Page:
.png


    534Pm5.png





  • YoshimiYoshimi Posts: 237Registered Users
    Fifi.G wrote: »

    I have known women who used and abused their physical beauty/power. Never worked, lived alone in high dollar apartments while several different men paid the bills, bought their food, bought their clothes, etc. This type of using behavior will eventually catch up to the person. It really has more to do with lacking decency toward others, and that had everything to do with how they were raised (and in several cases of ppl I know- not raised at all/left to fend for themselves at an early age). I have known many more who are knock outs, and have personalities/life skills to match, who could not even begin to do that. Others might do it on a much smaller scale.

    I find this interesting. Here in vista Rica prostitution is legal, and one result of this is that we end up with a lot of old American men marrying beautiful locals in their 20s. No one is under the illusion that this is anything other than a transactional relationship, bit for the women involved they can access a life they would nit otherwise have been able to dream of. I don't think that the lacking of decency applies if there is awareness from both parties of what is happening


    Sent from my HTC_Amaze_4G using CurlTalk App
    2C, Medium thickness, Low posity
    Recovering from a year of keratin and bleach with CG

    Routine

    Low Poo, Condition, Leave in, Curl cream, Supersoak, Gel, Diffuse on high heat, with minimal lift to encourage waves and reduce frizz, Dry on cool with nozzle down to smooth hair and finish drying,Shine Serum

    Weekly gelatin protien treatments.
  • Fifi.GFifi.G Posts: 15,490Registered Users
    murrrcat wrote: »
    I think everyone is pretty in their own way. Everyone looks different so there's no way to say who's pretty. It's someone's opinion and my opinion, is that I've never seen an ugly woman. I honestly have not seen a woman who I would be like "she's ugly" or she's not pretty, because who says. I don't judge...but when I do judge, they're males.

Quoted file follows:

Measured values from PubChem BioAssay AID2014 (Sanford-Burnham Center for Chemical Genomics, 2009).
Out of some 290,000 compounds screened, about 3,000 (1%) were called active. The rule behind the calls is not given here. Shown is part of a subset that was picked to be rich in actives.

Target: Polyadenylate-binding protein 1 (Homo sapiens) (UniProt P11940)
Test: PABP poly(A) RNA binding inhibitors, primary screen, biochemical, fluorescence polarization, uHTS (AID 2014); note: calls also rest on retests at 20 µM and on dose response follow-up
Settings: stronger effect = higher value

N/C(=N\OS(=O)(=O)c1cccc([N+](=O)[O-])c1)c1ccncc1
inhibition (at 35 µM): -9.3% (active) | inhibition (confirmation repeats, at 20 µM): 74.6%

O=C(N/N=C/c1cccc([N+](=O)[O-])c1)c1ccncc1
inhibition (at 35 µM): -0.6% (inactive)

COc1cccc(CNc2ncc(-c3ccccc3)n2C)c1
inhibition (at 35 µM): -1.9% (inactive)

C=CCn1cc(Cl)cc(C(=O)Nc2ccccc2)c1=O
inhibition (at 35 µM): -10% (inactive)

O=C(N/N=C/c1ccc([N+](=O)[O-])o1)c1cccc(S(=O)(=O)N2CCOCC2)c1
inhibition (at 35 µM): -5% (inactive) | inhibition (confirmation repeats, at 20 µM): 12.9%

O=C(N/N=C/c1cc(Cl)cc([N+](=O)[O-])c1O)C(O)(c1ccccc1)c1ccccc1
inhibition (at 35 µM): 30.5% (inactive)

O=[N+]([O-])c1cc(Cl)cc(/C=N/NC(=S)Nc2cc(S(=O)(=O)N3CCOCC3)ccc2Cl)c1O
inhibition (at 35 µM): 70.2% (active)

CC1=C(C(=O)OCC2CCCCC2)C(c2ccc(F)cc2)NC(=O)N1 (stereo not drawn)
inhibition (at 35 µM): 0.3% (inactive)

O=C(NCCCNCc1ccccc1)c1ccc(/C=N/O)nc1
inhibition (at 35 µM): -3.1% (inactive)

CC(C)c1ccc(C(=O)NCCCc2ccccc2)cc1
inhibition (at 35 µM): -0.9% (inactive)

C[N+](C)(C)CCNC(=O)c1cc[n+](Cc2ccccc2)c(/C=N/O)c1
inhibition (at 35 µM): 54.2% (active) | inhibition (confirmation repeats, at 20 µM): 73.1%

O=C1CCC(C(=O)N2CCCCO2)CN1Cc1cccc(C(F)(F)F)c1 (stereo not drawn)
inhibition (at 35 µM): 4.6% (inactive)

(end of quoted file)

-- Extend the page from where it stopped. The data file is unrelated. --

Misandry for life.

    This has always been one of my favorite things about (some) women. I love the ability that women have to look at another woman and say, "She is so pretty" and mean it. It doesn't always have everything to do with the woman's physical features. It might be other things coming through or one thing like a smile that lights up the world and makes you feel happy in return.

    Men rarely do that. You will hear a few that say, he's a good looking guy.
    When I hear terms like "hipster" I think, who told cliques they could leave high school??

    [SIGPIC][/SIGPIC]
  • Fifi.GFifi.G Posts: 15,490Registered Users
    Yoshimi wrote: »
    Fifi.G wrote: »

    I have known women who used and abused their physical beauty/power. Never worked, lived alone in high dollar apartments while several different men paid the bills, bought their food, bought their clothes, etc. This type of using behavior will eventually catch up to the person. It really has more to do with lacking decency toward others, and that had everything to do with how they were raised (and in several cases of ppl I know- not raised at all/left to fend for themselves at an early age). I have known many more who are knock outs, and have personalities/life skills to match, who could not even begin to do that. Others might do it on a much smaller scale.

    I find this interesting. Here in vista Rica prostitution is legal, and one result of this is that we end up with a lot of old American men marrying beautiful locals in their 20s. No one is under the illusion that this is anything other than a transactional relationship, bit for the women involved they can access a life they would nit otherwise have been able to dream of. I don't think that the lacking of decency applies if there is awareness from both parties of what is happening


    Sent from my HTC_Amaze_4G using CurlTalk App

    Well, in the cases I was talking about, it was not/is not in the open. The men involved had no idea about the others, and were under the impression that they were the only one. Some were away in the military and sending almost every dollar they earned.